If we address this question in terms of the laws of economics, as well as comparisons to other businesses who have faced similar challenges, the answer comes in focus.
In the early days, the supply of “movies” was limited because theatres were the only venue in which to view them. As their entertainment value improved, so did the demand. High demand and low supply equals success in any business.
Fast forward to today and, while movies are better than ever, the supply and accessibility to them has gone through the roof. Movie theft on the Internet, pay per view, Netflix, DVDs, Red Box, cable pay tv channels, and free tv offer non-stop movie viewing options by the thousands. Other competitive entertainment choices such as sporting events and gaming are also growing. This abundance of supply has also brought the cost of seeing movies way down, everywhere that is except at the movie theatre!
Convenience is another factor impacting the viewing of movies. The public can now watch them whenever they want, in the convenience of their own homes. They can stop and start them as the wish, and the viewing quality is excellent, and constantly getting better.
Theatres, who once provided movie entertainment for the masses, are gradually being relegated to offering a premium experience to a shrinking audience. While we tout premium sound, BIG picture, enjoying a film with an audience, getting out of the home, climate control, restaurant quality food options, and luxury seating, we still lose the price battle when non-affluent patrons ask: “Why should I pay $50 to take my wife or girlfriend out (or a $100 to take my family out) when we can enjoy the same movie (plus Coca-Cola and popcorn) all for less than $10? It simply makes no “economic” sense!
Exhibition can rightly claim that, when taking into account inflation, the cost of a movie ticket is no higher than it was 10, 20, or even 50 years ago. (We can’t however, make that claim when it comes to our concession pricing!) The problem here is not that our pricing is high, but that our competition’s pricing is so low!
As a comparison, Amazon is putting many big box stores out of business. They are doing this via just two advantages - price and convenience! These are the same two competitive factors that exhibition is facing.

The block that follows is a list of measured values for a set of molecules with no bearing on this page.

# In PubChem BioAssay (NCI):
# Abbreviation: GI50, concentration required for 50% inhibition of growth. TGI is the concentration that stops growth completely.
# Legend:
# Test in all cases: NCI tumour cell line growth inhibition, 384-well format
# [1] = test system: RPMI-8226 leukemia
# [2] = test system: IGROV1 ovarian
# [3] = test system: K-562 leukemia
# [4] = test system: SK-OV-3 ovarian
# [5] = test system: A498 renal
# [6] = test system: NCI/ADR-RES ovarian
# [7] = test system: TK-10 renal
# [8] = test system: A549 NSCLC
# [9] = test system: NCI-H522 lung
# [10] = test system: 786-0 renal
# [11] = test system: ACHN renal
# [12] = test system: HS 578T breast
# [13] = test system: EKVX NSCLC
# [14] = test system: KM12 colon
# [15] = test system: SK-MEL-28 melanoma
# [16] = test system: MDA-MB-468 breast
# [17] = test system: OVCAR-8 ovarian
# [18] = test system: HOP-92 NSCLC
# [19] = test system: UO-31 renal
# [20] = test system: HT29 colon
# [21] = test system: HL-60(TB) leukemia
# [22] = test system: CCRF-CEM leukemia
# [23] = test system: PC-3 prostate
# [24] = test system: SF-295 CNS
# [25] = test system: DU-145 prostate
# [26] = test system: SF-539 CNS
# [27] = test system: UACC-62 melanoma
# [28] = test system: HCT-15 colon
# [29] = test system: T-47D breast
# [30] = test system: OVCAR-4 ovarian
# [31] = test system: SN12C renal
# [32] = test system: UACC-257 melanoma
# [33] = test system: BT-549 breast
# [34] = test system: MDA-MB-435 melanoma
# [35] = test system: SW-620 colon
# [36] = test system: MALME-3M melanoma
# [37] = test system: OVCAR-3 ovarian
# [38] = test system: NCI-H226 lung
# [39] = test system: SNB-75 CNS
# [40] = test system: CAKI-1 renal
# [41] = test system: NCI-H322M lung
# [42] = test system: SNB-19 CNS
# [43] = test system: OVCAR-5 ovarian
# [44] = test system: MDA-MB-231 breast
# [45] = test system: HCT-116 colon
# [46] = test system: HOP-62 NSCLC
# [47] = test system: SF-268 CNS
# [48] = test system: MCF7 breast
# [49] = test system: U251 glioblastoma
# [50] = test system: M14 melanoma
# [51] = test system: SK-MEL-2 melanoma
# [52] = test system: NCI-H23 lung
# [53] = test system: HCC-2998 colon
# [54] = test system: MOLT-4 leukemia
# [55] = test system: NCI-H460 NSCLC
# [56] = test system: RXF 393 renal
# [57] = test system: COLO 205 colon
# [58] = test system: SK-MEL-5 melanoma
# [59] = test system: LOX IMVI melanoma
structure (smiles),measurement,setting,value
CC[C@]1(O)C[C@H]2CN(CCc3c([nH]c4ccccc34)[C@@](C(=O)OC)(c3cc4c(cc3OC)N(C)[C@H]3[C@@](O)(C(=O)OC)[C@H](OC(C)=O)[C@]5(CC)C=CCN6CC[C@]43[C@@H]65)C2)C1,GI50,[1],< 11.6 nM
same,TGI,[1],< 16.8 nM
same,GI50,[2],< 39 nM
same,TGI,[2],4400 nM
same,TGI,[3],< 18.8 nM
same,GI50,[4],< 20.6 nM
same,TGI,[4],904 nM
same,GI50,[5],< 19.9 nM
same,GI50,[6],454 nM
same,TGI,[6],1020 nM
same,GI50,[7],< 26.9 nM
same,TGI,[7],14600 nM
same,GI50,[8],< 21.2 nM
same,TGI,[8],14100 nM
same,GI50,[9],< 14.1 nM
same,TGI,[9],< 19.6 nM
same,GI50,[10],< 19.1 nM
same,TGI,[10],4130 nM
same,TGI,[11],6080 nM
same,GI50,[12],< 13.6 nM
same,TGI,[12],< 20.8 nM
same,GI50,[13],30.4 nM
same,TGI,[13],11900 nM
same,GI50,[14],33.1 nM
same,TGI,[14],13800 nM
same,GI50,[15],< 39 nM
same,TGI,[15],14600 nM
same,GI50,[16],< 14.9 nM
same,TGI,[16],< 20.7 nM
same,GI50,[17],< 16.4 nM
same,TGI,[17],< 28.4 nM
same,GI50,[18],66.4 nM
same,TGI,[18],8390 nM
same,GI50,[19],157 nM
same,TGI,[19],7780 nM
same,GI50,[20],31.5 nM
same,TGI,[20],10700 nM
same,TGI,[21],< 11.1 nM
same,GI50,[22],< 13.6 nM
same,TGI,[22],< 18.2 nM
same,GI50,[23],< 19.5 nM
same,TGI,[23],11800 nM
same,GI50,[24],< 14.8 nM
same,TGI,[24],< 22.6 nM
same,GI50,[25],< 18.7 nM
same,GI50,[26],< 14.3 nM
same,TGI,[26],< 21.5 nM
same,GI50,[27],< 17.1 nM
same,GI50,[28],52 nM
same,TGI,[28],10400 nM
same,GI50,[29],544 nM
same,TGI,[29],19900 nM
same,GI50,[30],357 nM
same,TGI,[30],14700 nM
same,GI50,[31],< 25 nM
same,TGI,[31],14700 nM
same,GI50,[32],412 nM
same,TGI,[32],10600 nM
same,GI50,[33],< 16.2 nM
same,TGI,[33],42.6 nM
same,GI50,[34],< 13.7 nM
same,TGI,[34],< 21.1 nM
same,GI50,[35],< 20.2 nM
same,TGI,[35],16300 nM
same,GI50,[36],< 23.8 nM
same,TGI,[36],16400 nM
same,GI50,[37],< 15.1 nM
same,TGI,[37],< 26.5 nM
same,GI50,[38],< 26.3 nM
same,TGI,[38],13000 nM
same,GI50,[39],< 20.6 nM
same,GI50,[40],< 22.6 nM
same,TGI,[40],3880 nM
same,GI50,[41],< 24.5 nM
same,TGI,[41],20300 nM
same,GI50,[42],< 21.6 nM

There are other warnings. The public looks for entertainment on the weekends when the work week for most is over, so weekend business is still pretty good. Weekday business, however, has been going downhill for years. Empty auditoriums, almost unheard of 20 years ago, are becoming commonplace on many weekday nights at most theatres. The other alarming factor is that, while some blockbusters continue to impress, smaller movies often die at the box office. There is no urgency to see them because it is so easy for patrons to wait and catch them later at home.
Based on all of the above, we have no choice but to conclude that our business is going to continue getting worse, rather than better. That’s not to say that many theatres who provide an enticing venue and who are located in “upscale” markets won't continue to thrive. Also, well-run theatres in good and growing markets are likely to continue to prosper. There are, however, many “average” theatres fighting the losing battle of constantly having to invest in upgrades for a stagnant or declining number of patrons!
So, what is the answer?
Growing our audience through offering an enjoyable and fun experience at a competitive price is our ONLY option for increasing our market share. “Price” is the key word in this solution. We have two options:
1. By adding to “normal” business through local price incentive promotions aimed at targeted groups. As an example, if we engage a fast food restaurant to distribute thousands of discount coupons to their customers in a week that are good at our theatre, many of those recipients (who would not normally have attended) will take advantage of the savings and the suggestion to attend a movie at our theatre. Thus we have our “normal” business, but we attract additional patrons via the marketing. The only problem here is that most theatres have abandoned marketing under the assumption that it’s the studio’s job. Weekly promotions designed to target specific groups and add to normal business require time, effort and expertise which is sadly lacking at most theatres. There is also the question of studio per capitas to deal with.
2. We can drop the price of admission for everyone! If we charged just $5/admission, and that price was properly marketed, attendance would increase substantially! If, by going from a $10 to a $5 admission, and assuming a 55% average film rental, and our concession per capita holding steady at $4.50 with a 70% profit margin, we would only need to increase attendance by 33% to have the same gross income. If lowering from $10 to $7/admission, attendance would need to increase by less than 20% to achieve the same gross profit. Most every other retail business has sales to boost business, so doesn't it also make sense for us?
Movie-going was once compared to a freight train. When business is slow (and the train is hardly moving) it is hard to boost business and get the train moving quickly. Once it has picked up a full head of steam, however, and lots of patrons are in our theatre enjoying good movies, seeing trailers to upcoming product, and sharing the experience with friends, business tends to keep moving at a brisk pace. Our job is to get that train moving, which is a real challenge when coming off a slow summer and heading into the fall!
Still, with great films, a good experience for our customers, and EFFECTIVE MARKETING there are options for making sure our future is a rosy one!
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